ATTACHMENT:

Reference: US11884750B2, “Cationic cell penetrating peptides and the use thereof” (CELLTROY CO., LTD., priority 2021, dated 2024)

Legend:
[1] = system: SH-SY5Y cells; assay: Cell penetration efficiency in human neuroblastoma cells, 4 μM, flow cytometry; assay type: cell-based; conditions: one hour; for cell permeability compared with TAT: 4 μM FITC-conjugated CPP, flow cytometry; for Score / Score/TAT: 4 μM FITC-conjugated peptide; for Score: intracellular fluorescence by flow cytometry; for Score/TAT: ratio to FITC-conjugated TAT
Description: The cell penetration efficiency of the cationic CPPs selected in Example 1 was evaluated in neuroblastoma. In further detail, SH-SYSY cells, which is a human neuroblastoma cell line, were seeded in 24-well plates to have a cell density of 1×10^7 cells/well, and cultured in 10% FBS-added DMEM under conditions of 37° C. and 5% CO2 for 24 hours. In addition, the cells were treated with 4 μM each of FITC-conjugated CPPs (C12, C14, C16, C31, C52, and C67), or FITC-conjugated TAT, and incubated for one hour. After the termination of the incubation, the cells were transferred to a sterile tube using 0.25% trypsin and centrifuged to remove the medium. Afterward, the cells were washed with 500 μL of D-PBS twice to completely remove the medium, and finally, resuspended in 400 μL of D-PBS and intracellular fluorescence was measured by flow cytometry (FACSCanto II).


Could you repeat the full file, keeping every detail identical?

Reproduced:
Reference: US11884750B2, “Cationic cell penetrating peptides and the use thereof” (CELLTROY CO., LTD., priority 2021, dated 2024)

Legend:
[1] = system: SH-SY5Y cells; assay: Cell penetration efficiency in human neuroblastoma cells, 4 μM, flow cytometry; assay type: cell-based; conditions: one hour; for cell permeability compared with TAT: 4 μM FITC-conjugated CPP, flow cytometry; for Score / Score/TAT: 4 μM FITC-conjugated peptide; for Score: intracellular fluorescence by flow cytometry; for Score/TAT: ratio to FITC-conjugated TAT
Description: The cell penetration efficiency of the cationic CPPs selected in Example 1 was evaluated in neuroblastoma. In further detail, SH-SYSY cells, which is a human neuroblastoma cell line, were seeded in 24-well plates to have a cell density of 1×10^7 cells/well, and cultured in 10% FBS-added DMEM under conditions of 37° C. and 5% CO2 for 24 hours. In addition, the cells were treated with 4 μM each of FITC-conjugated CPPs (C12, C14, C16, C31, C52, and C67), or FITC-conjugated TAT, and incubated for one hour. After the termination of the incubation, the cells were transferred to a sterile tube using 0.25% trypsin and centrifuged to remove the medium. Afterward, the cells were washed with 500 μL of D-PBS twice to completely remove the medium, and finally, resuspended in 400 μL of D-PBS and intracellular fluorescence was measured by flow cytometry (FACSCanto II).